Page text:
"After he left office, Brown was elected President of the Baltimore Traction Company. During the two years he held this position, he made great improvements in the financial and operating departments of the company. During the city election of 1899, when he selected Thomas G. Hayes as the most available candidate for mayor on the Democratic ticket, Brown managed his campaign and elected the ticket. In the next four years, he was inactive politically, when his suport elected Robert McLane as Hayes' successor. his greatest post-gubernatorial achievement, however, was his management of J. Barry Mahool’s successful mayoral campaign. After Mahool became Mayor, he appointed Brown City Collector, the last public office he was to hold.
"Brown announced that he would be a candidate for governor again in 1907, but he was never able to realize this ambition. When he saw that he was not to be nominated, he threw his support to Austin L. Crothers who was subsequently nominated and elected.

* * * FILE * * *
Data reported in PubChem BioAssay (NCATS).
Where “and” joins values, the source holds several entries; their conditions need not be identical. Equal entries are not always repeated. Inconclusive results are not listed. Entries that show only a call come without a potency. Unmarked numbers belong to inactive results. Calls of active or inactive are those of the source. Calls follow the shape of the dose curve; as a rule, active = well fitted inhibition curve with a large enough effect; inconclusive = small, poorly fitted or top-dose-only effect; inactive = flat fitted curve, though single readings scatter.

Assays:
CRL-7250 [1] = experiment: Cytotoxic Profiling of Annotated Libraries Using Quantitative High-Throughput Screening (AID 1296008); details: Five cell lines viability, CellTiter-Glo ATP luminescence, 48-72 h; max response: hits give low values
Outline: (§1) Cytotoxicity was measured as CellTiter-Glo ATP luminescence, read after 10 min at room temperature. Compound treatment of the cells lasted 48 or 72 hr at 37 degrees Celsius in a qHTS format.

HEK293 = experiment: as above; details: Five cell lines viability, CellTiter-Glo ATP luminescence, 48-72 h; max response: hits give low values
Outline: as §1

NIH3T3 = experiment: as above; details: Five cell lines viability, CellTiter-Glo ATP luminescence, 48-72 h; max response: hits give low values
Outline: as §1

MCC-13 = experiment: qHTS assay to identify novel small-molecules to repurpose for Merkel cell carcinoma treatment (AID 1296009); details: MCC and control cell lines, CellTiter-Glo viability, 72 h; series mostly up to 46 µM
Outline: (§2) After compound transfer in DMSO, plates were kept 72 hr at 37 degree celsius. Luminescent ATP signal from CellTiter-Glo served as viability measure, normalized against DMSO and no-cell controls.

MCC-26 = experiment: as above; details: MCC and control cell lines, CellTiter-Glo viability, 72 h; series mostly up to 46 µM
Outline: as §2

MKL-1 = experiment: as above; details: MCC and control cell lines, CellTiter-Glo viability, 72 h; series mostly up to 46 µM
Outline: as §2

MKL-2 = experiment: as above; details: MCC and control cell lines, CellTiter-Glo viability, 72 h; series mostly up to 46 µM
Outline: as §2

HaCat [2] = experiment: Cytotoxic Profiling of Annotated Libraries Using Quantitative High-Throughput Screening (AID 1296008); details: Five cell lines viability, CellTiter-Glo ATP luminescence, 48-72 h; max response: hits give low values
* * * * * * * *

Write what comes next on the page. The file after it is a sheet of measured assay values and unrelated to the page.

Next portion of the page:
"After Mrs. Brown's death in 1895, Brown sold his Springfield estate and moved to an apartment in Baltimore where he made his home for the rest of his life. Brown had purchased this estate, the present site of Springfield State Hospital, about 1880, and had combined it with 'Brown’s Inheritance.' Hardly a day passed, however, without his looking after his business interests and in riding horseback in the city parks when the weather permitted.
"Frank Brown died at his Baltimore home on February 3, 1920, after a long illness, he was buried in Greenmount Cemetery after funeral services in the First Presbyterian Church. Commenting upon his death, the Baltimore American noted that 'Mr. Brown wielded a political bludgeon that was feared by his foes. Always ready and able to state his case and to defend himself, and never subservient to any man, he was a man with whom the Democratic organization was compelled to reckon even when it was least disposed to do so.'”